NEW YORK (AP) — Marvin Bagley III and No. 5 Duke jumped right over Notre Dame into the Atlantic Coast Conference semifinals.
The freshman phenom had 33 points and 17 rebounds, Grayson Allen made his first five 3-pointers and <a target=”—blank” href=”http://www.espn.com/mens-college-basketball/game?gameId=401019994″>Duke rolled</a> to an 88-70 victory in the tournament quarterfinals Thursday night.
“Bagley was just … the first pick in the draft,” Notre Dame coach Mike Brey said. “He’s a can’t-miss star.”
Allen finished with 23 points and the second-seeded Blue Devils (26-6) advanced to play archrival North Carolina in the second semifinal Friday night. The 12th-ranked and sixth-seeded Tar Heels eliminated No. 3 seed Miami, 82-65.
Duke, the defending champion after beating Notre Dame in the title game last year, earned its 100th ACC Tournament victory.
“We’re on a roll,” Bagley said. “I definitely think we’re getting better.”
Bonzie Colson had 18 points and nine rebounds for the 10th-seeded Fighting Irish (20-14), unable to score the marquee victory over a top team that would have been a huge boost to their NCAA Tournament resume.
Injuries to Colson and senior guard Matt Farrell derailed Notre Dame in the middle of the season, and now the Irish have to hope the selection committee focuses on how good they can be when healthy.
“I’m definitely going to go to church on Sunday morning,” Farrell said.
The undersized Fighting Irish had no answer for Bagley’s athleticism and rare leaping ability in the lane at 6-foot-11. The ACC Player of the Year shot 15 for 23 and came within one point of his career high set against Texas in late November. It was his fourth game with at least 30 points and 15 rebounds.
“He’s one of the toughest players I’ve ever gone against. He’s really explosive,” Colson said. “He deserved all the honors he got this year.”
Trevon Duval dished out 11 assists for the Blue Devils, who overcame foul trouble for big man Wendell Carter Jr. that limited him to four points in 17 minutes.
Duke coach Mike Krzyzewski said Carter has a foot injury that kept him out of practice this week.
“He played gingerly tonight, and we’ll see about tomorrow,” Krzyzewski said.
When the Irish lost 88-66 at Duke in late January during a seven-game skid, Colson and Farrell were both out. So they had good reason to believe this matchup could be much different.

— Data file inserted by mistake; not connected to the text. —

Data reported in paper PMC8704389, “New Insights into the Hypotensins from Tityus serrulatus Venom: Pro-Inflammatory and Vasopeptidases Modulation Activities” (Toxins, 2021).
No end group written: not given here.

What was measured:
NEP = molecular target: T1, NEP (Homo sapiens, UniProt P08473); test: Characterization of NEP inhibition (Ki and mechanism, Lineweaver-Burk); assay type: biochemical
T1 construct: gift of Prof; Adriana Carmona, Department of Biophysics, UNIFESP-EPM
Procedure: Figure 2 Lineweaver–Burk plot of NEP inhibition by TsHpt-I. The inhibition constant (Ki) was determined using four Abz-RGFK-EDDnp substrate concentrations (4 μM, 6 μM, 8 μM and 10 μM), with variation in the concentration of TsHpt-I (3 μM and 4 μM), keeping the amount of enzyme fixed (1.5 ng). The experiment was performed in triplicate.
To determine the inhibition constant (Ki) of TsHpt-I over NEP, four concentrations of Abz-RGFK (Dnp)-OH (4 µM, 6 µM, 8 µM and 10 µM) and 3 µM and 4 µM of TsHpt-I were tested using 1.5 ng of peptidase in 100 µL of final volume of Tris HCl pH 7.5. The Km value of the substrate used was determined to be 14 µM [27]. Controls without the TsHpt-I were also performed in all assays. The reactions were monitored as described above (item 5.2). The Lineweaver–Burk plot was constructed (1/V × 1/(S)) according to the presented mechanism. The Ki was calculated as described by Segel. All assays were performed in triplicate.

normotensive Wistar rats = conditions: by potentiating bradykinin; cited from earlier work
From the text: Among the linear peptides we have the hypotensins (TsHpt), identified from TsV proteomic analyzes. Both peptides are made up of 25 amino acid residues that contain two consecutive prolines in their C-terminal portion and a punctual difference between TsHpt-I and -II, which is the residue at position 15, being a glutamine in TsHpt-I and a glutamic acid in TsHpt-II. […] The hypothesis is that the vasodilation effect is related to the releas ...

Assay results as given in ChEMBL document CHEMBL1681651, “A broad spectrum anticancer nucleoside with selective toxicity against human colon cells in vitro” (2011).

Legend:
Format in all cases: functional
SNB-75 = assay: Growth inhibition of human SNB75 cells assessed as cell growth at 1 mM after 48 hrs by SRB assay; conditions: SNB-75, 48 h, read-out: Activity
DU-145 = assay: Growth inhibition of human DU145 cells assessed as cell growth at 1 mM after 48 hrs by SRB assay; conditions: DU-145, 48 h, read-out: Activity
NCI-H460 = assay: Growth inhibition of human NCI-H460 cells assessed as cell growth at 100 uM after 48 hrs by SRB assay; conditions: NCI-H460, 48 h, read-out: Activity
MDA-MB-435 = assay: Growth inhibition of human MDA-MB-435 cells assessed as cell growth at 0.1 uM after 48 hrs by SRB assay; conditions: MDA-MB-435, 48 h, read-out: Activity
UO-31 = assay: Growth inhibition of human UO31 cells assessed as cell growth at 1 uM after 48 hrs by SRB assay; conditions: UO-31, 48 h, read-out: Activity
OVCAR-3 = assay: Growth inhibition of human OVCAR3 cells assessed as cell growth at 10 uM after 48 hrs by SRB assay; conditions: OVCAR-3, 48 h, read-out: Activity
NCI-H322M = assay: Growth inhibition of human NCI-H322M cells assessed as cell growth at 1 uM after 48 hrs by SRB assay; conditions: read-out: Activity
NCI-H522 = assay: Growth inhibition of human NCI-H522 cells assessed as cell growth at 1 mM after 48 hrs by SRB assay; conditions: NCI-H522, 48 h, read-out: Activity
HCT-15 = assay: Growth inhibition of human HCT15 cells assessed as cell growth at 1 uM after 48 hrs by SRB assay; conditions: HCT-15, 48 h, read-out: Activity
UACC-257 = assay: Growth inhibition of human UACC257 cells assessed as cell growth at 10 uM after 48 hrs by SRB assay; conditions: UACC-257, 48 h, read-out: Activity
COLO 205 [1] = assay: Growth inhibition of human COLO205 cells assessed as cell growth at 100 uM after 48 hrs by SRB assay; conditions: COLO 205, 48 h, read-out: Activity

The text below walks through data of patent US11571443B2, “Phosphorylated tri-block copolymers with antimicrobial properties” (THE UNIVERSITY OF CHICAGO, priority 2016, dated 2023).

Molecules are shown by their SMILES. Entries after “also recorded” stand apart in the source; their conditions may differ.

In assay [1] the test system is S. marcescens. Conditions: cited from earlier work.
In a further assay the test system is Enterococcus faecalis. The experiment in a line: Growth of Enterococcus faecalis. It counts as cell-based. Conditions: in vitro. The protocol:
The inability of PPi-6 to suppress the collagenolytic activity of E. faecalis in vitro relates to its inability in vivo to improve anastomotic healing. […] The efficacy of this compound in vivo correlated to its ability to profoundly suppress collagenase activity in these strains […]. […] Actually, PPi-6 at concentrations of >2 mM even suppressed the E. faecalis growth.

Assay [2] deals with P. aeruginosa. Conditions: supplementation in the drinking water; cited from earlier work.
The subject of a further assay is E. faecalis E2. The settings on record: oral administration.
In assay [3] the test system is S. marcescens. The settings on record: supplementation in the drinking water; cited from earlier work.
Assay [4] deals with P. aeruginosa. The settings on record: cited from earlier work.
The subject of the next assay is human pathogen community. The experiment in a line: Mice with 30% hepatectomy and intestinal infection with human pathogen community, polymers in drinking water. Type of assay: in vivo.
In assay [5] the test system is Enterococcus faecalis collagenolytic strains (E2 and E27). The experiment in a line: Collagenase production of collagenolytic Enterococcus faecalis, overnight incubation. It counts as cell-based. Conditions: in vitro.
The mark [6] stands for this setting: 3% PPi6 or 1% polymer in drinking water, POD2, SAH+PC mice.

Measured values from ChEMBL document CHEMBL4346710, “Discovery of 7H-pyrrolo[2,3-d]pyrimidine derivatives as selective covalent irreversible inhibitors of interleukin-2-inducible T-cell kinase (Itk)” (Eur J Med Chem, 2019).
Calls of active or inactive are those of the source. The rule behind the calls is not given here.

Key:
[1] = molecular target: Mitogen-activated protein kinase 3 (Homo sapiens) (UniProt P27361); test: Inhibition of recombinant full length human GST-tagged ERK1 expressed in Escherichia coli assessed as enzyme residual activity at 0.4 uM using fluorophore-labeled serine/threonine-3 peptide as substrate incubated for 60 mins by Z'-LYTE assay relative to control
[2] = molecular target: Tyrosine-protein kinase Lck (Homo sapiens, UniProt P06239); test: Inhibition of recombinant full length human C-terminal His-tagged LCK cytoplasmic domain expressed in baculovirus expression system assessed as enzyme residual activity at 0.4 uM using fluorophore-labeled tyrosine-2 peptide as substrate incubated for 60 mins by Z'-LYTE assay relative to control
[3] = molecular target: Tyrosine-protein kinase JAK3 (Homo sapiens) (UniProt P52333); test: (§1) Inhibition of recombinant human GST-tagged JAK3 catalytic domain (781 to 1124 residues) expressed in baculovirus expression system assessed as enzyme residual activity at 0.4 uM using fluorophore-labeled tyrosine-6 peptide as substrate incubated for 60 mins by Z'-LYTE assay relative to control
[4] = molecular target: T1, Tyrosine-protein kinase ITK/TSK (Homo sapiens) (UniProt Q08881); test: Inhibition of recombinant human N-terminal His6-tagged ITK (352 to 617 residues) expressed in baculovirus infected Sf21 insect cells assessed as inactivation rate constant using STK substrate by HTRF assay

The game began at a blistering pace, with both teams zooming up and down the court. They combined to go 8 for 13 on 3-pointers and Duke already had a 25-17 lead before the first timeout 7:18 in. Allen was 4 for 4 from outside the arc at that point, hitting three straight 3s before Brey called a timeout.
With the Irish playing their third game in three days, this one against a rested Duke squad that had been off since beating rival North Carolina on Saturday night, the fast start seemed to favor the Blue Devils as they built a 13-point advantage midway through the first half.
“We started pushing the ball early and got some good looks,” Allen said.
But the Irish trimmed it to 41-37 at halftime — despite Allen’s 17 points — and quickly got within two 40 seconds into the second.
That’s when Duke took control as Bagley and Duval combined for 10 points in a 12-2 spurt that gave the Blue Devils a 53-41 cushion.
Duke extended it to 80-62 with 4:30 remaining, and there would be no big rally for the Fighting Irish this time. Notre Dame won its first two games in the tournament, erasing a 21-point deficit in the second half Wednesday night against Virginia Tech for the biggest comeback in school history.
Notre Dame: Hard to know how the committee will evaluate a team that went 14-5 with Colson and 6-9 without him. Farrell also missed several games during Colson’s absence with an injured ankle. Brey said Wednesday he has a top-20 team with his stars healthy and it deserves a spot in the field of 68.
“I hope they get in. I think they can beat anybody,” Krzyzewski said. “Mike has that team together all year, forget it.”
Notre Dame opened 13-3 and was ranked No. 5 in the country in late November after beating then-No. 6 Wichita State to win the Maui Invitational. Now, the Irish must hope they did enough with Colson and Farrell in the lineup to impress the committee. If not, Notre Dame could be a favorite to win the NIT.
“Our guys emptied the tank,” Brey said. “No matter what happens, we’ll be accepting and proud.”
Duke: With a chance to earn a No. 1 seed in the NCAAs, the Blue Devils are looking for their second consecutive ACC Tournament championship. They already have a record 20. … Duke improved to 100-44 in the ACC Tournament, including 62-22 with 14 championships in 38 appearances under Coach K. … Since switching primarily to a 2-3 zone defense, an uncharacteristic move for Krzyzewski, the Blue Devils have won seven of eight. Before that they had dropped three of four. “We’re just growing. We’re still learning,” Krzyzewski said.
BATTLE FOR BROOKLYN
Duke is 7-0 at Barclays Center, including last year’s unprecedented four-game run to win the first ACC Tournament held in Brooklyn. Notre Dame dropped to 9-3 at Barclays.
BEEN A WHILE
Duke has won six straight against North Carolina in the ACC Tournament since the Tar Heels took the 1998 championship game.
Notre Dame: On the bubble, and a big story, when Selection Sunday rolls around.
Duke: A semifinal matchup with North Carolina for the second year in a row. Last season, the Blue Devils won 93-83 to improve to 13-8 against the Tar Heels at the ACC Tournament. UNC rebounded to win the national championship, though. The schools split their two regular-season meetings this year, with each winning at home — including Duke’s 74-64 comeback victory last Saturday night.
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